The Eyes as the Windows to the Feline Mood
Everyone says that the eyes are the windows to a person’s soul. When it comes to our cats, their eyes can tell us their mood. This is aside from the fact that they can be both mesmerizing and beautiful at the same time.
- Dilated Pupils
Dilation of the pupils is always a sign of stimulation of the sympathetic nervous system. This is that part of the nervous system involved in the fight or flight response. As such, if you see a cat with dilated pupils, you may want to keep your distance. This is a cat that is scared, surprised, or anxious.
- Constricted Pupils
Constricting the pupils has the effect of focusing on a target. As such, cats that have constricted pupils may be preparing for a fight. They can be tense and may show other signs of aggression. As always, it is best to take this cat and kitten body language within the context of the current situation.
- Stare Down
A cat that gives you that classic stare-down look is challenging you. It often does this against another cat as a means of exerting its authority or dominance. As such, if ever you see your cat staring you down, it means business.
- Slow Blink
A slow-blinking cat tells you that it wants to be your friend. It trusts you and it feels safe and comfortable with you. This is one of the surest signs that your feline friend wants some cuddle time. It is always a good idea to return the favor. You should blink slowly at your cat, too.
- Half-Closed Eyes
This is almost similar to a slow blinking eye. Half-closed eyes in cats indicate trust. This is often the case when petting the feline. If it trusts you, it will have its eyes half-closed and go into a more relaxed position.
Deciphering the Cat’s Posture and Body Shape
If you put all of the movements of the tail, the ears, and the eyes to decipher what your cat’s message, it may still not be enough. You also need to look at the general shape of its body as well as its posture.
- Arched Back
A cat that feels angry or is fearful will often want to make itself look as big and scary as possible. Hence, it will try to arch its back. It may also stand sideways in an attempt to keep its guard up. This kitty is all about aggression, whether it is defensive or offensive. It’s often a wise move to steer clear of this cat.
- Normal Posture
The normal cat posture is one where the body is in a relaxed position. Both the body and the head of the cat point toward the person they want to interact with. This speaks of the cat’s trust and confidence.
- Crouching Stance
If you’ve seen a cat in a crouched position, then you know that this cat and kitten body language is an indication of fear or anxiety. The crouched position allows the cat to make a run for it should they think they’re no match against an aggressor. The cat assumes a ball-shaped body in an effort to make it look smaller and less tempting to its aggressor. Cats also assume this posture because they are not comfortable.
- The Venus Cat Trap
We know that when dogs lie on their backs and expose their bellies, they are often in a good mood and would want you to give them a friendly hug. This is not the case with cats. While some cats will expose their bellies as a sign of trust, comfort, and confidence, there are still those that may interpret it the other way. A cat exposing its belly may not be inviting you to rub its tummy at all. It is preparing for a fight by presenting to you all of its armament – the claws and teeth. Hence, read the context first before rubbing your cat’s tummy.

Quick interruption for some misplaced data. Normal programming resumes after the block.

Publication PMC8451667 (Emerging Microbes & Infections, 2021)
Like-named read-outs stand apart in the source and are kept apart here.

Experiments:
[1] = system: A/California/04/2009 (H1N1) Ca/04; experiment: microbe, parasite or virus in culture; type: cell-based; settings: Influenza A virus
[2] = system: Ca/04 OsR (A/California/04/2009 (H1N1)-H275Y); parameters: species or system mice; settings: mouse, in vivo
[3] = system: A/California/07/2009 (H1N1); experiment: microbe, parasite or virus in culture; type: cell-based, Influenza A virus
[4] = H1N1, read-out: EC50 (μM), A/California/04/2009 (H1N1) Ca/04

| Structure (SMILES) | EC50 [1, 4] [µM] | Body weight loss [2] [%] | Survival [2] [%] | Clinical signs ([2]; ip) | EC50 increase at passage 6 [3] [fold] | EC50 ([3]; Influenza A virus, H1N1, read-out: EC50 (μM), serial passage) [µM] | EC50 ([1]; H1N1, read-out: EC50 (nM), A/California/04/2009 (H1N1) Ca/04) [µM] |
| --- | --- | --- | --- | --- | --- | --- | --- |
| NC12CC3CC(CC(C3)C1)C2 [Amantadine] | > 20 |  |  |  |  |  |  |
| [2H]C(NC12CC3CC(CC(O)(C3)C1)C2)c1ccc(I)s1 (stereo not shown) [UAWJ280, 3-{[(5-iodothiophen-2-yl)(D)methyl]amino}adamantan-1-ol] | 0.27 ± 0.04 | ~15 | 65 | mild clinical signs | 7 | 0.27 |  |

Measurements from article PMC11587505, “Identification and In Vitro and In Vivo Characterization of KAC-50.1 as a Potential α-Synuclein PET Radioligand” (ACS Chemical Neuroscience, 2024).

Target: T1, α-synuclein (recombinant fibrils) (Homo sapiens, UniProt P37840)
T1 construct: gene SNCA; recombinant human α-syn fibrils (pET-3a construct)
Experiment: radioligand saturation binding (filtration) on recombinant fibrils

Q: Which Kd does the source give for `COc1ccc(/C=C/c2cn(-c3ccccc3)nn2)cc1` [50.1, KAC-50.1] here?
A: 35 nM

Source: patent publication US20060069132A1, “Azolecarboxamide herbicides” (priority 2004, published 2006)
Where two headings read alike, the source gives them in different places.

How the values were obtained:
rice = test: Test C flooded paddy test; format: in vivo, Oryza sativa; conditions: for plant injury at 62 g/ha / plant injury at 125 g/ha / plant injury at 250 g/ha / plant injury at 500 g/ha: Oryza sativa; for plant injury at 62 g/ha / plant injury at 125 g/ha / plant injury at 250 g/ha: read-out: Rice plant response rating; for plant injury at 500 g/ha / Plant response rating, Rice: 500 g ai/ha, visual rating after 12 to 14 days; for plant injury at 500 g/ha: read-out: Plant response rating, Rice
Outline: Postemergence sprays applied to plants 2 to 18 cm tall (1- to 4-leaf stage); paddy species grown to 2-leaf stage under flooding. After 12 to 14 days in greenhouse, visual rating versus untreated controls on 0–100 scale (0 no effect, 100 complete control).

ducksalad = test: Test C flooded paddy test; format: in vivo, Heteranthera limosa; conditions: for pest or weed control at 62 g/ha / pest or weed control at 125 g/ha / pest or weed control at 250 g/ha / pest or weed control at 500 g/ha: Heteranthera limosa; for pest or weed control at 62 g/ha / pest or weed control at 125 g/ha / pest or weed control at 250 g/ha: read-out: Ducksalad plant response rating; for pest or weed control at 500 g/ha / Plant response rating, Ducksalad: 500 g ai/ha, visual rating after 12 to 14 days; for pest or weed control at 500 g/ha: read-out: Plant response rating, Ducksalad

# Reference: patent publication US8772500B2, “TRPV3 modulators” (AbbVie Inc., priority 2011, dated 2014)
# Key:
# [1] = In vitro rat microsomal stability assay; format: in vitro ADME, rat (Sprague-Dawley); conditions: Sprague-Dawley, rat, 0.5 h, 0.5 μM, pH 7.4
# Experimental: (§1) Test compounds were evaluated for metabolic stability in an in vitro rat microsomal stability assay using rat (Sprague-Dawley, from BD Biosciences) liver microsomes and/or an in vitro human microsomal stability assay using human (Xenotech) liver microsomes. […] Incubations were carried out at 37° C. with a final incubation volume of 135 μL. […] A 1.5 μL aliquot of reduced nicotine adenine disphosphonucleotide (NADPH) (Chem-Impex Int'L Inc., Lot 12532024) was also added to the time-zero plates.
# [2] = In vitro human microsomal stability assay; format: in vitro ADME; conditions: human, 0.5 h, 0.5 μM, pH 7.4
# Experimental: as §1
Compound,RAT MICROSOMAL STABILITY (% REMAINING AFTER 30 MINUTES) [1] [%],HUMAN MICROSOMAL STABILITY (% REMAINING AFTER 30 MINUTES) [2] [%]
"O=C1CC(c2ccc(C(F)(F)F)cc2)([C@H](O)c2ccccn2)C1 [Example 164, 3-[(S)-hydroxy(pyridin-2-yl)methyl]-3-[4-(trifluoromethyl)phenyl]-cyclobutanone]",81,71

- Facing Away from You
There are two possible interpretations of this feline body language. It can mean that the cat is not interested in you. That’s why it turned its back on you. However, turning its back also means that the cat is letting its guard down. It’s an open invitation for you to pet it.
The Whiskers as Communication Tool
A cat’s whiskers do not provide as much information as its ears, body, tail, and eyes. However, when you add your observations about the cat’s whiskers to the other physical cues, you can get a clearer message.
For instance, if the cat draws its whiskers very close to its face, it is a sign that the cat is fearful. Drawing the whiskers close to the face is similar to the attempts of the cat to make itself look smaller.
On the other hand, confident cats will have their whiskers sticking outwards from the sides of their faces. It can also mean alertness or vigilance, since the whiskers can also function in sensing distances and vibrations.
Vocalizations: More than Mere Sounds
In addition to the physical cues of feline body language, cats also produce different vocalizations to convey their “feelings”.
This can mean that the cat is either excited or frustrated.
Cats that produce a trill are sociable and friendly. They use the sound to greet their family.
This is a surefire sign to keep your distance from the cat. Like its larger cousins in the jungle, a growling kitty is a sign of feline aggression.
Back off whenever you hear a cat hiss. This often means that the kitty feels threatened.
This is often a sign of hopelessness whereby the cat has run out of options.
We always equate purr with pleasure. However, some cats in pain also purr.
This is almost the same as the classic meow when it comes to its meaning. The cat can be either frustrated or excited.
Deciphering cat behavior is easy if you understand feline body language. You can always start with this helpful guide to assist you in communicating with your pet cat.